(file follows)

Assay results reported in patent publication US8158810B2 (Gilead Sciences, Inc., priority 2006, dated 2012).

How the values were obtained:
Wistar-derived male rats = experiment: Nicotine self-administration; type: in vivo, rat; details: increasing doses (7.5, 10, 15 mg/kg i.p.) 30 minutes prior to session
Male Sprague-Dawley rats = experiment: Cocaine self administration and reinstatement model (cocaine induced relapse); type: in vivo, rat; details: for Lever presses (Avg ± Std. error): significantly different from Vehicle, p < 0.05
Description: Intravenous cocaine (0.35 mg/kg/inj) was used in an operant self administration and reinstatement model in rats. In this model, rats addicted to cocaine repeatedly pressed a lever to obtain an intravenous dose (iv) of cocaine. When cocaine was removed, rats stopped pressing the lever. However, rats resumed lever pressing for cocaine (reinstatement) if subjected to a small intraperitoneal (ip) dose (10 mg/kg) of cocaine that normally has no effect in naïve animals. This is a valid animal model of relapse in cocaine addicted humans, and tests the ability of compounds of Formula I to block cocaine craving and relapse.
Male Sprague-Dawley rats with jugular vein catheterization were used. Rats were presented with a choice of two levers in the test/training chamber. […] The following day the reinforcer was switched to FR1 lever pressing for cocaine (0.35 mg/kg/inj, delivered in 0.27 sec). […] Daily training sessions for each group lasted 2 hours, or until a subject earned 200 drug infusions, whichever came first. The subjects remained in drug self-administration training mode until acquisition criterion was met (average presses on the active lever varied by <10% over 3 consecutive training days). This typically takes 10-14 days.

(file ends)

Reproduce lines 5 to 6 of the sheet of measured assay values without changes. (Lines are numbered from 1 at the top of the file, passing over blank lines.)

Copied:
Description: Intravenous cocaine (0.35 mg/kg/inj) was used in an operant self administration and reinstatement model in rats. In this model, rats addicted to cocaine repeatedly pressed a lever to obtain an intravenous dose (iv) of cocaine. When cocaine was removed, rats stopped pressing the lever. However, rats resumed lever pressing for cocaine (reinstatement) if subjected to a small intraperitoneal (ip) dose (10 mg/kg) of cocaine that normally has no effect in naïve animals. This is a valid animal model of relapse in cocaine addicted humans, and tests the ability of compounds of Formula I to block cocaine craving and relapse.
Male Sprague-Dawley rats with jugular vein catheterization were used. Rats were presented with a choice of two levers in the test/training chamber. […] The following day the reinforcer was switched to FR1 lever pressing for cocaine (0.35 mg/kg/inj, delivered in 0.27 sec). […] Daily training sessions for each group lasted 2 hours, or until a subject earned 200 drug infusions, whichever came first. The subjects remained in drug self-administration training mode until acquisition criterion was met (average presses on the active lever varied by <10% over 3 consecutive training days). This typically takes 10-14 days.